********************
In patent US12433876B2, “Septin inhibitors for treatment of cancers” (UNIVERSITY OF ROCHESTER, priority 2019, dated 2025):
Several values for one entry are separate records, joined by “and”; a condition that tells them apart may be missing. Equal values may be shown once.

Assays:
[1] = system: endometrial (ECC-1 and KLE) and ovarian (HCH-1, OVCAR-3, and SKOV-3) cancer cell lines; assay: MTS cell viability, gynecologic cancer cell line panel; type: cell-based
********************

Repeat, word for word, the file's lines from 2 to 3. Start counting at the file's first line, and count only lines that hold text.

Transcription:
Several values for one entry are separate records, joined by “and”; a condition that tells them apart may be missing. Equal values may be shown once.

Assays: